NZ Sculpture OnShore
November 5 – 28
Reviewed by John Daly-Peoples
NZ Sculpture OnShore which is the country’s largest outdoor sculpture exhibition opened this week with its organisers committed to raising $100,000 for Women’s Refuge.
Lockdown restrictions due to COVID-19 have meant that the exhibition, now in its 25th year will not be held at O Peretu / Fort Takapuna. Instead, they have created a new online platform to view and purchase the more than 200 works.
The online site also calls for Kiwis to support women and children fleeing domestic violence by donating to their Woman’s Refuge Givealittle campaign. This year, donations will go towards ‘Kids in the Middle’, an initiative to create safe, comforting and creative spaces for children staying in each of the Refuge’s 40 safe houses.
NZ Sculpture OnShore’s Board Chair Sally Dewar says, “The impact of this global pandemic has hit many of our local communities hard; more New Zealand women and children than ever before are fleeing from dangerous situations. There are few things more important than helping children feel safe and secure after experiencing trauma, and so we are determined to support Woman’s Refuge’s Kids in the Middle project.
“If you’re one of the tens of thousands of people who would usually buy a ticket to NZ Sculpture OnShore, please go online today and give generously to this important cause. If you’ve not been to the exhibition before, this is a great opportunity to do so,” says Ms Dewar.
Event curator Sally Lush says of this years event “The works are by emerging and established artists from around New Zealand, with a mix of crowd favourites who have exhibited at previous events, and others offering fresh and exciting new perspectives,”
“There are quirky and thought-provoking works, soaring monumental sculptures, sound and light art works and sight specific installations. Also, there will be many accessible works specifically for adding that special touch to home gardens.”
Included in this year’s exhibition are popular artists Jeff Thomson who has created several “model” houses made of steel mesh such as “Mesh 4” ($5000) which he says “ came about through my love of models which I create for both private and public sculpture proposals. My father Tiger spent 30 years building model boats, his commitment, patience and skill has always been a huge inspiration for me as a sculptor”.
There are realist sculptural works such as Fiona Garlick’s “Off Balance” ($29,000) featuring a tui perched on an oversized acorn. “The work is part of a body of work called Charming Invaders that has been occupying me as an artist for several years. She sees this as addressing the tension between introduced and native species of flora and fauna. “The work is intended as homage both to our native Tui and to the trees, plants and people who have come to New Zealand” from all over the world. But mostly it is a comment on the more serious issue of non-native species in our environment.”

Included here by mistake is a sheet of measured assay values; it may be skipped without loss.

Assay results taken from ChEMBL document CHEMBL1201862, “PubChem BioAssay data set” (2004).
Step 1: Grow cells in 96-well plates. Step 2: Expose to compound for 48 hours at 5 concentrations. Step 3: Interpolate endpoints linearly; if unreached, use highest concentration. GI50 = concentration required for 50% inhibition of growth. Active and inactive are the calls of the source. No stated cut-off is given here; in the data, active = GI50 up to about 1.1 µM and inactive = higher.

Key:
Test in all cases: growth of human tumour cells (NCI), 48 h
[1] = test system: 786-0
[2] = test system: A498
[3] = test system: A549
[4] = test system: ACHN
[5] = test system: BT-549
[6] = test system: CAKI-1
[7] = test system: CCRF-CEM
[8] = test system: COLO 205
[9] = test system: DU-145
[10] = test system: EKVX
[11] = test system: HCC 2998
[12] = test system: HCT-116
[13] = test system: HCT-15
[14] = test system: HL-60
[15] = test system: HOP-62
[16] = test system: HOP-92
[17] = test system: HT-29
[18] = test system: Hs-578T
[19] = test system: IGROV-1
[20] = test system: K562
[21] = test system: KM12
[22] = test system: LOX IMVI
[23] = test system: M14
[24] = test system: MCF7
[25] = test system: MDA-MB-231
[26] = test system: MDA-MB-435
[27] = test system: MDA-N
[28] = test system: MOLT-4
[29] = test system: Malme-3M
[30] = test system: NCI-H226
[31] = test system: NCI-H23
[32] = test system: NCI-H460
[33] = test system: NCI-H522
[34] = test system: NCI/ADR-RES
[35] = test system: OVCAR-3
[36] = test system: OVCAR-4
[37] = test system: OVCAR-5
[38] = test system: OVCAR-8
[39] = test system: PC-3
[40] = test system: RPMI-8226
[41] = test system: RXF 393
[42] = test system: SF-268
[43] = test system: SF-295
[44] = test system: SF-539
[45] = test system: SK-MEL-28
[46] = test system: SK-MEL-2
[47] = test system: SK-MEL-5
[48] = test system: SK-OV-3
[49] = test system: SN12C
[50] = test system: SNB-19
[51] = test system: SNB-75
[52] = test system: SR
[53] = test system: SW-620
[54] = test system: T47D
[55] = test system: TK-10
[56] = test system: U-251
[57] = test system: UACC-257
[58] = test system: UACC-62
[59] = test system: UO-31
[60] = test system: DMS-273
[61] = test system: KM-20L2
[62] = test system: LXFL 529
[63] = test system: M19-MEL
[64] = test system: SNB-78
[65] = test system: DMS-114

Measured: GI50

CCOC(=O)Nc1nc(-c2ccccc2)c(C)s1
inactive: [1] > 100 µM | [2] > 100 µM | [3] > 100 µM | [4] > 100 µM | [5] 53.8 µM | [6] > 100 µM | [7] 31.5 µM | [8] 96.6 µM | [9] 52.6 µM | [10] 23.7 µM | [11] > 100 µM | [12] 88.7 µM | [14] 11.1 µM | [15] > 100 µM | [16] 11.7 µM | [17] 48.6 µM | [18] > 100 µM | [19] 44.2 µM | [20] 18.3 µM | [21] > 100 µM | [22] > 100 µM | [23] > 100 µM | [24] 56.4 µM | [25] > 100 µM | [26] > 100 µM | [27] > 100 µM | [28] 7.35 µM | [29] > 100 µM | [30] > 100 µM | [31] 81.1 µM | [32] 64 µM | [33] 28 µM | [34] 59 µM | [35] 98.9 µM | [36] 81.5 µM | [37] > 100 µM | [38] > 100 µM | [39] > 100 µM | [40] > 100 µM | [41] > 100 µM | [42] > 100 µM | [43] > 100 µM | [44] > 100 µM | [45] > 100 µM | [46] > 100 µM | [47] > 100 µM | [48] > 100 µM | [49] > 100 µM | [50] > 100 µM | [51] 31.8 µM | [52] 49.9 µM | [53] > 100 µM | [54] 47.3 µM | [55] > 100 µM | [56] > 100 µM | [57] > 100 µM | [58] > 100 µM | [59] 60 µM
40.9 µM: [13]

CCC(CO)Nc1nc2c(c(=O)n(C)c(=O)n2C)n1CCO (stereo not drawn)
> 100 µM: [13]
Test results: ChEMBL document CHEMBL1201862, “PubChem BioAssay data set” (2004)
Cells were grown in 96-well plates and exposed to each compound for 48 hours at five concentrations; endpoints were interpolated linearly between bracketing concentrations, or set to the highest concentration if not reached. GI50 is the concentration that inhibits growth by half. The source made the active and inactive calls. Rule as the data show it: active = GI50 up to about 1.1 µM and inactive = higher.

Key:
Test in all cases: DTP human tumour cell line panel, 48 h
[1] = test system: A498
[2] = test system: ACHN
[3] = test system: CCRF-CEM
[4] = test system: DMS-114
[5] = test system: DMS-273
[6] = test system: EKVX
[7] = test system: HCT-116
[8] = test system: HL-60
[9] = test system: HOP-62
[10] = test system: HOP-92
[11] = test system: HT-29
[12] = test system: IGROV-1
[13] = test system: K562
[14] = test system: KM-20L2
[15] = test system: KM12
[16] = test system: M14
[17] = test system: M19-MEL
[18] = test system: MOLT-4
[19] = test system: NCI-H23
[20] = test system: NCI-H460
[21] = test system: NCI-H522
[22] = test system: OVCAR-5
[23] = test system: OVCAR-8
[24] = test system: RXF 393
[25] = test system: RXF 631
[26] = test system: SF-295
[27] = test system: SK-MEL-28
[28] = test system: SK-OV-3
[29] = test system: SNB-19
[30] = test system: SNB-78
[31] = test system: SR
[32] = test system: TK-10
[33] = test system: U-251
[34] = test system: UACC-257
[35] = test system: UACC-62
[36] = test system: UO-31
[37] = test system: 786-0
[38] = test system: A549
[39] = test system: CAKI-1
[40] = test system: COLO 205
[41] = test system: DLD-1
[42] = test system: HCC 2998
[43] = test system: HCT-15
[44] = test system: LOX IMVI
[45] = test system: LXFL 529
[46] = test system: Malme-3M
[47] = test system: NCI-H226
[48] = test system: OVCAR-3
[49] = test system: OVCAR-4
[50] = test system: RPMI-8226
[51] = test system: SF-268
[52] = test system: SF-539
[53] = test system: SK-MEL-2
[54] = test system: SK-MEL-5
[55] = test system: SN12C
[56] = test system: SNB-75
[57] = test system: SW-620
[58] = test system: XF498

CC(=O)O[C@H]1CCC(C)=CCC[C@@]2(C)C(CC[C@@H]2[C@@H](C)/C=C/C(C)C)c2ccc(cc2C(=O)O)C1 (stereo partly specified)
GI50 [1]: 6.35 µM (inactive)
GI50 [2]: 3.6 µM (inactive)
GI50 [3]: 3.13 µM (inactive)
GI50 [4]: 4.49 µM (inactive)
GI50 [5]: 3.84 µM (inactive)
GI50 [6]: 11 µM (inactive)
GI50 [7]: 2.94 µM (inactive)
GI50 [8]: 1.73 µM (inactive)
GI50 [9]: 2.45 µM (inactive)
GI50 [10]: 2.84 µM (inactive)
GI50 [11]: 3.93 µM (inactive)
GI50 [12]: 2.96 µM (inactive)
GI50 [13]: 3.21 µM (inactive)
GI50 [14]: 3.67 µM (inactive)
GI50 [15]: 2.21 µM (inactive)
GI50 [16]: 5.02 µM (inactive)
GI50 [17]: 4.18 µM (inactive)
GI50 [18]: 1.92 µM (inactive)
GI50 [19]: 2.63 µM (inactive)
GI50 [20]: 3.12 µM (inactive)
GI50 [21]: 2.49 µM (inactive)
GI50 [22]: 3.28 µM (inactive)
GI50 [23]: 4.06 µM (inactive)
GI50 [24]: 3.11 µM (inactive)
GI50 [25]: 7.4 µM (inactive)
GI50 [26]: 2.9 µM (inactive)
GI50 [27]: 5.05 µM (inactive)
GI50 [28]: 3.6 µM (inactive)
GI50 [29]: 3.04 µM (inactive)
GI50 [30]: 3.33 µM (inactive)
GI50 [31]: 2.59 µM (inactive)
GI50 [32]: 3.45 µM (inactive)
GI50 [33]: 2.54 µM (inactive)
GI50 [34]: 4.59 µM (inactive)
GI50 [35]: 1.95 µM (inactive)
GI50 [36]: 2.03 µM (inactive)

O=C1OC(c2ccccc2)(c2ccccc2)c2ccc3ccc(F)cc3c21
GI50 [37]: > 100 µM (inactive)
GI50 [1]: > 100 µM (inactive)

There are also more abstract works such as Johl Dwyers “Metallic Magenta” ($3450) of which he notes “There is an interest in light-based colour and pigment-based colour, specifically when these two properties intersect – how we are increasingly experiencing colour in a light-based virtual space as opposed to a physical space, such as on a screen or device instead of in an artwork.”
Taranaki artist Chauncey Flay’s “Parliament House Structure I” ($28,000) is literally made out of pieces of Takaka marble removed during earthquake strengthening of the Beehive, New Zealand’s Parliament building.
Julie Moselen’s “Unity” ($12,800) was inspired by and explores the duality of the Masculine and the Feminine, and through the unification of these two elements, harmony and balance are created. Steeped in symbolism relating to Mother Earth, and Sky Father, The Sun and the Moon, birth, death and rebirth, this curvilinear form (feminine) created from cold hard steel (masculine) takes on an elegance and grace where both softness and strength are present. The earthy rusted patina is evocative of the passing of time and represents the ever present need for equality between men and women in society.
Steve Molloy’s notes about “The Ripple Effect” ($13,000) that “The story of this piece is about the ripple effect of our words and actions, and how they can have a major influence over others and their future. We must be mindful of what it is we put out into society as we do not truly know the full consequences of where such a simple action will end.”
Also showing are Ramon Robertson and Susan Dinkelacker along with mother and son team Trish and Sean Clarke as well as father and son James and Jorge Wright.
The event also reflects New Zealand’s indigenous and multi-cultural heritage. Shane Hansen (Tainui, Ngāti Mahanga, Ngāti Hine, Chinese, Danish and Scottish descent) is showing “Te Tūi Kaitiaki” ($45,000).
Master carver Joe Kemp (Ngai Tahu, Ngāpuhi and Te Arawa (Ngati Makino) is showing “Hinerau raua ko Tanerau” ($95,000) in swamp totara and Taranaki andesite.
Jin Ling who taught art in China before migrating to New Zealand 20-years ago is showing “Reader” ($4200) which is one of her striking, life sized, ceramic works depicting women at peace.
Since inception, Sculpture on Shore has raised more than $2.1M for the victims of domestic violence, helping women and children access safe places to stay, counselling and wrap around services.
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